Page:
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Old 09-06-2008, 05:46 PM   #1
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Lightbulb How to remove rust or paint from lots of pieces of small hardware

This is not an energy-saving idea, but it could save money, effort, and/or time.

I had a bunch of screwdriver bits that were rusty. This would also work on other small tools (allen wrenches, for example) or other small hardware -- nails/screws/nuts/bolts/etc.

Anyway, here's what you need:

- Drill

- Cup-style mounted wire brush


- Heavy-duty plastic cup, a little bit wider than the wire brush


It should be pretty obvious to you by now, but if it's not...put the rusty stuff in the cup, mount the wire brush in the drill, stick the mounted wire brush in the cup, and pull the trigger. Do it just like mixing a milkshake. As it's running, reciprocate it in and out so the rusty items migrate above and below the wire brush.

After a couple minutes, they're mosly perfect. All that's left is rust that was in small spots, like the points of Torx and Philips bits. That will have to be removed by holding the bits individually in a Vise-Grip to use with the wire brush (or, if so equipped, a wire brush on a bench grinder).

Another option I thought of is a rock tumbler, but I don't have one. It may be pretty easy to make one from random junk around the house...but it would probably take a lot longer.
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Old 09-06-2008, 08:05 PM   #2
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Good tips

I haven't tried it myself, but electrolytic rust removal is supposed to be good at getting all of the nooks and crannys.

http://www.fordmuscle.com/forums/tec...ctrolysis.html
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Old 09-07-2008, 04:45 AM   #3
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That's great, I've seen that before and totally forgot about it. That's pretty cool!
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Old 09-08-2008, 08:16 PM   #4
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I've used some stuff from the Walmart automotive paint section called Klean-Strip Rust Remover "Jellied Rust Remover." It worked surprisingly well, and it says to keep away from paint so it probably strips paint away pretty well too. I'd try to electrolytic method Erik suggested first, then I'd try the Klean-Strip Rust Remover to get anything that is stuck on after that.
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Old 09-10-2008, 05:32 AM   #5
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For chemical rust removal - You can get phosphoric acid from Home Depot for ~$15 per gallon. Commercial rust removers contain mostly phosphoric acid and come out to $30-$100 per gallon if you do the math. Phosphoric acid is nice in that it dissolves rust much faster then good metal, so you can soak your parts in it overnight, and not worry about loosing good metal. If you want quick and cheap rust removal and don't care if you remove some good metal get Muriatic Acid ~$7 a gallon - used for cleaning concrete. Make sure to wear organic-vapor charcoal-canister-type respirator, goggles and chemical rubber gloves - that stuff is nasty even if you work outside.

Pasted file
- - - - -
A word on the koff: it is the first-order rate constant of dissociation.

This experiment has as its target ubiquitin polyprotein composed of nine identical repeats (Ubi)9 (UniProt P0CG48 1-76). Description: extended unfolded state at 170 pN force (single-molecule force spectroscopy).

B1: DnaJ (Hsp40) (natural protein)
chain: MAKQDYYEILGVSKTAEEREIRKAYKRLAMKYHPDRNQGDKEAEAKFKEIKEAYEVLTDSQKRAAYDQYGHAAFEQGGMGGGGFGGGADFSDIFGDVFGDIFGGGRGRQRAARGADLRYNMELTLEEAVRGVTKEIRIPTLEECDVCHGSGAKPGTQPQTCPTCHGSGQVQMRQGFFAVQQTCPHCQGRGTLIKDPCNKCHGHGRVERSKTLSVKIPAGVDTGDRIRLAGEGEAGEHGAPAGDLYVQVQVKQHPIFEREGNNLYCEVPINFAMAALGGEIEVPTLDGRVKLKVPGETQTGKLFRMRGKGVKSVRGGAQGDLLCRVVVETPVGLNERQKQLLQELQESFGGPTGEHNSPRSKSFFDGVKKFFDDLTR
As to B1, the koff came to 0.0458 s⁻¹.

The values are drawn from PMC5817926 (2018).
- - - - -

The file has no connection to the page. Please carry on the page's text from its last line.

I've used electrolysis, but it will not work well on small parts as you would need to attach an electrode to each bolt and nut. Also, electrolysis is pretty much a line-of sight process, so you would have to rotate each part to get all sides clean.

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Old 09-10-2008, 07:39 PM   #6
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Hey, I just looked at the Klean-Strip Rust Remover and it contains "alcohols and phosphoric acid." So yea, I guess buying a gallon of phosphoric acid would be a lot cheaper.
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Old 09-18-2008, 02:33 AM   #7
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will this work on some rust parts of a car? before painting it again? or just to small hardware tools?
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Old 09-18-2008, 07:07 PM   #8
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wendywindy - I tried several brands of phosphoric acid based commercial rust removers, and don't recommend them. If you have more then just very light spot rust - phosphoric solution will take several hours to dissolve it, and usually just dries up before it does the job (and it's tough to remove once it's dry), so, unless you can submerge your parts in to phosphoric acid bath, I suggest you try other means.

For sheet metal, you most likely will have to cut-out all of the affected metal and weld-in a replacement patch, as rust mostly starts from behind the panel and you don't see it till you start getting holes in the metal. If you have rust because of external paint damage, then just wire-brush and paint over.

For structural steel - wire-brush on a drill or an angle grinder, though sand blasting is preferable if you have the equipment.

Ross
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